• All shoulders, limited hands. The job of moving the club back and through the ball should fall mostly on your shoulders with only limited influence from your hands. By keeping your hands quiet through the shot, you can increase your chances of making solid contact. When done correctly, the pitch is really a simple motion – just a rock of the shoulders and a slight hinge of the wrists to send the ball on its way.
  • Eyes on the ball. Just as with every other shot you hit on the golf course, your eyes should be focused on the ball at impact. You want to actually see the club contact the ball because that focus will keep your head steady – another element in making good contact. If this point is one that causes trouble for you, consider drawing a few special markings on your golf ball that you can use as 'focus points'. When you get ready to hit a shot, pick out one of your markings and stare at it intently until the ball is gone.
  • Even tempo. Tempo is a point that many golfers ignore, but it is critical to your success. Make it a goal to swing the club back and through with a smooth rhythm, and try to avoid getting in a hurry at any point in the swing. Many amateur golfers panic during the backswing of a pitch shot, afraid they aren't going to be able to hit the ball hard enough to reach the target. When that panic sets in, they accelerate the club suddenly and all hope of hitting a good shot is lost. Relax prior to each pitch shot you hit and trust your tempo to send the ball safely up onto the green.

If you don't think your basic pitch shot technique is in good condition, take the time to work on it before moving forward. The checking pitch shot is an advanced skill, and you aren't going to have success using it if your simple pitches are giving you trouble. Only when you are highly confident in your pitching mechanics should you move on to learning the spinning pitch.

The best way to add check to your pitch shots is to hold the club face open through the shot. Instead of letting the toe of the club pass the heel through impact, you are going to hold the face of the club pointing toward the target for as long as possible. To do this, focus on the position of the back of your left hand. The back of your left hand basically mirrors the club face throughout the swing, so by holding the back of that left hand toward the target during your pitch shots, you will know that the club face is in the right position.

To hit your first spinning pitch, find a good spot in the short game practice area at your local course. Place some golf balls down on a clean fairway lie with an appropriate distance to the target and pull out your highest-lofted wedge. You are going to use your basic chipping motion, with the following adjustments –

  • Move the ball back in your stance slightly. You don't want to line the ball up with your back foot, but it should be just a couple of inches behind the center of your stance.
  • Make a steeper backswing. Use your wrists more actively in the takeaway to elevate the club head off of the turf. In order to create maximum spin, you want to be hitting down through the golf ball, and using your wrists a little more in the backswing will help you accomplish this goal.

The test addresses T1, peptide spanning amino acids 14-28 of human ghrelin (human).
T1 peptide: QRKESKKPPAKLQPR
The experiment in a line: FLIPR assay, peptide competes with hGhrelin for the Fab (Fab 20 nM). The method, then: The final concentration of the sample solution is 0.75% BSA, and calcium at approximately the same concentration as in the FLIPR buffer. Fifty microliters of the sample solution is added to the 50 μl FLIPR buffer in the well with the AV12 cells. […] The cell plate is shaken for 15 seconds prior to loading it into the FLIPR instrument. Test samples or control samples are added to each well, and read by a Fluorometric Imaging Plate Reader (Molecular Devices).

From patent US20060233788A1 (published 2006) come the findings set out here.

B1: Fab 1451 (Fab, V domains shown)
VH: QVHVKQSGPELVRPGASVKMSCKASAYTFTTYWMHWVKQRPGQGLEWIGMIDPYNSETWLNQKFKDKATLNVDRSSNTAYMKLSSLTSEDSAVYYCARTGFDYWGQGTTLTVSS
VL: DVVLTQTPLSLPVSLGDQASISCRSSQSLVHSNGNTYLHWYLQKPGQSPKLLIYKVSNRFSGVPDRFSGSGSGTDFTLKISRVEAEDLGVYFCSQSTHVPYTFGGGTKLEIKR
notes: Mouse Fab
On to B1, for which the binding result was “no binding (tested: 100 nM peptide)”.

• Hold the clubface open through the shot. This is really where you create all of the spin that is needed to stop the shop. Instead of letting the club release, try to take the back of your left hand directly toward the target.

In all, your checking pitch shot shouldn't look that much different than your regular pitch, with the exception of your hand action through the ball. When executed correctly, the ball will come out on a lower trajectory, bounce a couple of times, and stop cold – hopefully right next to the cup.

Strategy Considerations

Strategy Considerations

Once you are comfortable enough with this shot to employ it on the course, the next step is to learn when to use it. Even if you are confident in hitting a checking pitch, you still shouldn't use it all the time because it is a more difficult shot than a traditional pitch and run.

The best time to pull this shot out of the bag is when you are facing an uphill pitch to a hole located in the back of the green. The uphill slope will help your backspin become even more effective, and the rear hole location will give you plenty of space for a couple of bounces. Playing this style of pitch to a front hole location is almost never an option because you would have to land the ball off the green – which would cause you to lose much of the spin you had created.

One other strategy point that needs to be mentioned is the nerves that you may be feeling at a particular point in the round. The spinning pitch is a delicate shot to hit, and you need to have a steady hand through the swing to pull it off. If you are feeling nervous for any reason, you may be better off using a pitch and run for safety. Never feel like you have to play this shot just because you have it available – only opt for the checking pitch when you are sure the time is right.

If you can teach yourself how to hold the clubface open through impact when hitting a pitch shot, you can add enough backspin to the ball to cause it to stop quickly after only a couple bounces. Before you attempt this challenging shot, however, make sure your basic pitching technique is in good condition. Only after plenty of time spent in the short game practice area working on this shot should you put it into action on the course.